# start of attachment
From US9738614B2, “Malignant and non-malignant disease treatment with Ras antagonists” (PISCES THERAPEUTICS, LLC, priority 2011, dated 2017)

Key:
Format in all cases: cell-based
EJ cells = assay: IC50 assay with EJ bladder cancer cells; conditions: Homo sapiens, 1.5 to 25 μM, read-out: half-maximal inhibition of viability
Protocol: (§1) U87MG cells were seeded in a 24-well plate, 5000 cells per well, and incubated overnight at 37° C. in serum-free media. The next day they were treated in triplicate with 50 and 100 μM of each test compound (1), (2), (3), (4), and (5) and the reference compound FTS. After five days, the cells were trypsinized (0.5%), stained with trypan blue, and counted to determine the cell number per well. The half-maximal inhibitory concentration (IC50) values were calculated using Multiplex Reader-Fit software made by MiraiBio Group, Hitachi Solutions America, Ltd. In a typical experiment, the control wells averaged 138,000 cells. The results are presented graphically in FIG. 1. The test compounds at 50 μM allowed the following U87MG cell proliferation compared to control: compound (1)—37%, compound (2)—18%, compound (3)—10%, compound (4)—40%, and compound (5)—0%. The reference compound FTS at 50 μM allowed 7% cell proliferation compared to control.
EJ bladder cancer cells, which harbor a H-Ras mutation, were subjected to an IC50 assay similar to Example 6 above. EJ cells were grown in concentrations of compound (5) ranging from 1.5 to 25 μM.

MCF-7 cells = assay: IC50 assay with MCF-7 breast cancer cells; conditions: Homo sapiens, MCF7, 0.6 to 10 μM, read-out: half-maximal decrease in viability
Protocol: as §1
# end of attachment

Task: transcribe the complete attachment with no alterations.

From US9738614B2, “Malignant and non-malignant disease treatment with Ras antagonists” (PISCES THERAPEUTICS, LLC, priority 2011, dated 2017)

Key:
Format in all cases: cell-based
EJ cells = assay: IC50 assay with EJ bladder cancer cells; conditions: Homo sapiens, 1.5 to 25 μM, read-out: half-maximal inhibition of viability
Protocol: (§1) U87MG cells were seeded in a 24-well plate, 5000 cells per well, and incubated overnight at 37° C. in serum-free media. The next day they were treated in triplicate with 50 and 100 μM of each test compound (1), (2), (3), (4), and (5) and the reference compound FTS. After five days, the cells were trypsinized (0.5%), stained with trypan blue, and counted to determine the cell number per well. The half-maximal inhibitory concentration (IC50) values were calculated using Multiplex Reader-Fit software made by MiraiBio Group, Hitachi Solutions America, Ltd. In a typical experiment, the control wells averaged 138,000 cells. The results are presented graphically in FIG. 1. The test compounds at 50 μM allowed the following U87MG cell proliferation compared to control: compound (1)—37%, compound (2)—18%, compound (3)—10%, compound (4)—40%, and compound (5)—0%. The reference compound FTS at 50 μM allowed 7% cell proliferation compared to control.
EJ bladder cancer cells, which harbor a H-Ras mutation, were subjected to an IC50 assay similar to Example 6 above. EJ cells were grown in concentrations of compound (5) ranging from 1.5 to 25 μM.

MCF-7 cells = assay: IC50 assay with MCF-7 breast cancer cells; conditions: Homo sapiens, MCF7, 0.6 to 10 μM, read-out: half-maximal decrease in viability
Protocol: as §1